Hi, I was planning on continuing with my Chinese Cuisine Series, but my mom, rather belatedly reminded me that it was actually Mid- Autumn Festival. So, instead of the planned post, I will be talking about this very special and delicious holiday. Yay!!!
Mid- Autumn festival originated in China but is actually celebrated all over Asia- for example in Vietnam and Japan. Its supposed to celebrate the day when the moon is it’s largest- hence the name Moon Festival. It is also called the Reunion Festival as extended families often gather together to celebrate. In China, it is celebrated on the 15th day of the 8th month of the lunar calendar, this year- September 27th. On this day, families all over China will enjoy a large, delicious dinner, followed by plates of fruit and eat moon cakes while watching the moon and socializing.
As with most Chinese stuff, the Mid- Autumn festival has a long history. It probably started with royal sacrifices to the Moon during the Autumnal equinox- the first of these recorded during the Zhou dynasty. Later, as China became more socially prosperous during the Sui and Tang, the common people also began observing similar rituals. By the Northern Song period, Mid- Autumn festival had become a recognized folk festival. There is also some very interesting folklore that goes with it; you can read more here.
Most of the food at Mid- Autumn festival gatherings is actually the same stuff put forward for any special gathering. However, there are some “must eat” foods that are worth mentioning
Moon cake is probably the 1 item that everyone thinks of when talking about Mid Autumn festival. They consist of a pastry crust baked with an assortment of dense fillings. These fillings can be sweet or savory. Some traditional fillings are red bean paste, lotus seed paste, date paste, roast pork and an assortment of nuts and seeds. Some also contain a salted egg yolk. More modern takes include ice cream, various fruits, green tea and even seafood. These days, moon cakes are sold anywhere and everywhere- a tragic- albeit economically beneficial- case of tradition falling to commercialization.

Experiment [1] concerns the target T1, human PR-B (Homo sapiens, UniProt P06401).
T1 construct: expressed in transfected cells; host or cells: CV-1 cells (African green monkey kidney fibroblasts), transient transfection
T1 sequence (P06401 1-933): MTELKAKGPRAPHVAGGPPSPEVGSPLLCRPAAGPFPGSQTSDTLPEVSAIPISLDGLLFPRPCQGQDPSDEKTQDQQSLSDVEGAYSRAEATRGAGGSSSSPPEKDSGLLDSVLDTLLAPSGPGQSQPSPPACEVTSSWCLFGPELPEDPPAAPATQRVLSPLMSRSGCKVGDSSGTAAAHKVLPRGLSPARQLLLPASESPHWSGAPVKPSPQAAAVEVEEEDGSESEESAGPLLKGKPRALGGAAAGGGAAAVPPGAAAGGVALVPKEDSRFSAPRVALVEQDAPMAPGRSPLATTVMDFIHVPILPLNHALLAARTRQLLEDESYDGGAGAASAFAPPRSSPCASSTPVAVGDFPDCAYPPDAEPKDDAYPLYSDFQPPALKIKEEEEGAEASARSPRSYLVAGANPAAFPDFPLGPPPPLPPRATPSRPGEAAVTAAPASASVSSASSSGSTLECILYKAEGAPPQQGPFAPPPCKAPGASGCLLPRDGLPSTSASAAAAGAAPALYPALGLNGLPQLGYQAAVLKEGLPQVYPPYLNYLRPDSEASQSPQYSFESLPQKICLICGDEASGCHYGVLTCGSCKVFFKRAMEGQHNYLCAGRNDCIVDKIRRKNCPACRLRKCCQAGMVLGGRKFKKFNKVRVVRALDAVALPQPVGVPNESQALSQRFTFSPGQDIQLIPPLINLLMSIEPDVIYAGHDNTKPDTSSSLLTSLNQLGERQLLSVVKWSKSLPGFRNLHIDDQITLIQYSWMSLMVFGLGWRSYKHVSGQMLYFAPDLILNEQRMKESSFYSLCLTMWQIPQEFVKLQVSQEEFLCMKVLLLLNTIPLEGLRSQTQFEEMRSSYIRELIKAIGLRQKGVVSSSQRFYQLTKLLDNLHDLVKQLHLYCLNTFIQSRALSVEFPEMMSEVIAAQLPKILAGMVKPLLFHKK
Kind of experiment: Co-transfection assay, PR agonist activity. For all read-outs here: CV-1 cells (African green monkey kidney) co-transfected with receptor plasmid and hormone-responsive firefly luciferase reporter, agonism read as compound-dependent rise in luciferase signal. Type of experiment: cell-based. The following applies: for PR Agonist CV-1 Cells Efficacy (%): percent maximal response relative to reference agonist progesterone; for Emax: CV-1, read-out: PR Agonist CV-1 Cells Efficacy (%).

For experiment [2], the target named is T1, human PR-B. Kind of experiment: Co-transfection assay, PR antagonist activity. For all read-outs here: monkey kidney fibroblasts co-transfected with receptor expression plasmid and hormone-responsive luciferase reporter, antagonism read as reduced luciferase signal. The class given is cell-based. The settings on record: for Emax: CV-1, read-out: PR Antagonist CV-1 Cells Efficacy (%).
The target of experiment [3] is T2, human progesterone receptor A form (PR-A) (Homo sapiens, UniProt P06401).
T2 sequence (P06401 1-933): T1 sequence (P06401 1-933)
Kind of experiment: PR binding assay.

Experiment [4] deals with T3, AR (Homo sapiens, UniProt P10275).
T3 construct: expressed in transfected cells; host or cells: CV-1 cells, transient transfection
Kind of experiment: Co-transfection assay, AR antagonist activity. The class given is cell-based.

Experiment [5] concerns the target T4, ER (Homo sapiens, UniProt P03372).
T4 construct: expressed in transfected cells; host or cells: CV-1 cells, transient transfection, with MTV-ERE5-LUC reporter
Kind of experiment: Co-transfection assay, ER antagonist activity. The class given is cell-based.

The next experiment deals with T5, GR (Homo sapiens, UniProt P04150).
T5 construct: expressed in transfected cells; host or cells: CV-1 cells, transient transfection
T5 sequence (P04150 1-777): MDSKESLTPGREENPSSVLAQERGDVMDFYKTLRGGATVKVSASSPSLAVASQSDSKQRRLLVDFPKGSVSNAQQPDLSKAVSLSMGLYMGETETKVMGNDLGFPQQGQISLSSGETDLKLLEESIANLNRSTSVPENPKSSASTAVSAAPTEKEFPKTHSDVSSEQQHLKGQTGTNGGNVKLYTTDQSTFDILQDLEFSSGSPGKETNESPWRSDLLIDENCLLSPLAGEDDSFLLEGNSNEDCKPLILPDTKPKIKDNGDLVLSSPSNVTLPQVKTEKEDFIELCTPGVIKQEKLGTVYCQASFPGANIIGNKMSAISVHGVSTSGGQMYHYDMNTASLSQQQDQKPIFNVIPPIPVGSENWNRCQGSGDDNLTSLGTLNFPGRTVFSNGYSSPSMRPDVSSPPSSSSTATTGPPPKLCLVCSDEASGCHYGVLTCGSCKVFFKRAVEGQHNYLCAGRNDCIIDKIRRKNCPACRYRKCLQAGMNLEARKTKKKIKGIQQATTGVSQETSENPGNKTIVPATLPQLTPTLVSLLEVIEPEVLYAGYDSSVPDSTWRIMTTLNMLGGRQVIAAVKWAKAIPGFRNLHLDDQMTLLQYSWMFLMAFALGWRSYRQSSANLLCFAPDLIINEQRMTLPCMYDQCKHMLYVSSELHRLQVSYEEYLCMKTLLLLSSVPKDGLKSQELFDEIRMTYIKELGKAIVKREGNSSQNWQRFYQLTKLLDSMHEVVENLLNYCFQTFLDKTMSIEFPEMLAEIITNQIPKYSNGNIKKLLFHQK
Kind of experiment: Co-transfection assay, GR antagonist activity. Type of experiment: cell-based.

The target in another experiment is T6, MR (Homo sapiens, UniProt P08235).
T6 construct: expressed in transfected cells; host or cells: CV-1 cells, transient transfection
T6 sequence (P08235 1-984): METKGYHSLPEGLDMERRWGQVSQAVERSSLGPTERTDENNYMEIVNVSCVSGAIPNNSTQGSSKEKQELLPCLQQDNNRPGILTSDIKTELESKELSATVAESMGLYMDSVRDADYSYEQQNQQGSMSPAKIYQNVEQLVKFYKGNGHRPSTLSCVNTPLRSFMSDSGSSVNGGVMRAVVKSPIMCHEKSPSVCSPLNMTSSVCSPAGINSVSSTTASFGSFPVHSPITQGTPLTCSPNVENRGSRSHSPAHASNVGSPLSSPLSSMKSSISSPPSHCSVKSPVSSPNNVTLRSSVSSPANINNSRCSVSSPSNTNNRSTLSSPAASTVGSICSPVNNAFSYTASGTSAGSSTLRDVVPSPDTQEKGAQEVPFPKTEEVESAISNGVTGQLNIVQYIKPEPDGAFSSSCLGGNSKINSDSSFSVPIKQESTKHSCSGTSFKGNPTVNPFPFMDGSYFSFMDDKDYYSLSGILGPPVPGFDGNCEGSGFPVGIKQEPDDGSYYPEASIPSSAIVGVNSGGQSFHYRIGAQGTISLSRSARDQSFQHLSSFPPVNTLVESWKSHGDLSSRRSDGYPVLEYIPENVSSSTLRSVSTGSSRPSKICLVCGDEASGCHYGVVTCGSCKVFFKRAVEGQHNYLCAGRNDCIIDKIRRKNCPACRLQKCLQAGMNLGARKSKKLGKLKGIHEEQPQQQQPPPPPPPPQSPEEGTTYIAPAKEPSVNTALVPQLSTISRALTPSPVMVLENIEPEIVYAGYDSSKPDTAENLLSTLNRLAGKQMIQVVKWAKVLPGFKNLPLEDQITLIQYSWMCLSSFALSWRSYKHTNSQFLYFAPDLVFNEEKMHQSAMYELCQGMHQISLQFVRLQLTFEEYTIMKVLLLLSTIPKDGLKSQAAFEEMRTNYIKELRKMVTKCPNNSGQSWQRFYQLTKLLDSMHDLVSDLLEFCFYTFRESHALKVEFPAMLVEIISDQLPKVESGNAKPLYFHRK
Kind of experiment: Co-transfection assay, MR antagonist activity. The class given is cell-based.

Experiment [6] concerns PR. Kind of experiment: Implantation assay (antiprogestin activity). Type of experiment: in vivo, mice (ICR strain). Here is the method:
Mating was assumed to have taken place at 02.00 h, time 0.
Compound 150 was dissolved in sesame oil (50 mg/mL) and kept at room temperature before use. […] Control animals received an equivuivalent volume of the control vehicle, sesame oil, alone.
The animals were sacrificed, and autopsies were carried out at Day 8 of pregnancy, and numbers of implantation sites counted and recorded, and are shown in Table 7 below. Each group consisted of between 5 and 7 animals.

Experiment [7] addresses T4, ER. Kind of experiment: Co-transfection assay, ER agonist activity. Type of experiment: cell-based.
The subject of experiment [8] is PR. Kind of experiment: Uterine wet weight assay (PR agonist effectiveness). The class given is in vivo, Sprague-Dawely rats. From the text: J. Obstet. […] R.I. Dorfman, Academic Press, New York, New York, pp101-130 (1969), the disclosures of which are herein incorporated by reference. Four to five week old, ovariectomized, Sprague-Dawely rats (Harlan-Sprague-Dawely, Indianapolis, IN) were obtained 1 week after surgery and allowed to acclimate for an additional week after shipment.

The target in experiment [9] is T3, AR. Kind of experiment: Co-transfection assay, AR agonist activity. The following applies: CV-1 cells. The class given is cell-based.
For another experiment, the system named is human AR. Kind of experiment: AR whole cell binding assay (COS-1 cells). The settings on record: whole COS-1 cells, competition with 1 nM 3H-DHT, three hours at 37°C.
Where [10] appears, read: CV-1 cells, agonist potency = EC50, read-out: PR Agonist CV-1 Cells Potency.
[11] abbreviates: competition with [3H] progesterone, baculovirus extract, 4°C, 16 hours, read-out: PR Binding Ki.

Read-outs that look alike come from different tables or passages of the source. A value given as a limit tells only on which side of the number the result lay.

The Chinese love fruit so I thought I should dedicate a paragraph to fruit. Any fruit is game, but 2 of the most special are pomelos and persimmons. Both are just in season during the festival and they both represent luck and prosperity. According to tradition, people give each other these fruits to represent good wishes. The caveat: Don’t bring 4, as 4 is a homophone for death in Chinese.
This horn shaped plant has been associated with moon worship since the early Zhou dynasty. Not surprisingly, they continued to be eaten during the Mid Autumn festival. However, due to human activities, they are now near extinction in the wild and must be cultivated in farms. Luckily, the farming efforts succeeded and the Chinese can enjoy their chestnuts- dried, boiled or raw.
I hope you enjoyed my little introduction to the Mid- Autumn Festival. Be sure to watch the moon and enjoy some good food with family. 🙂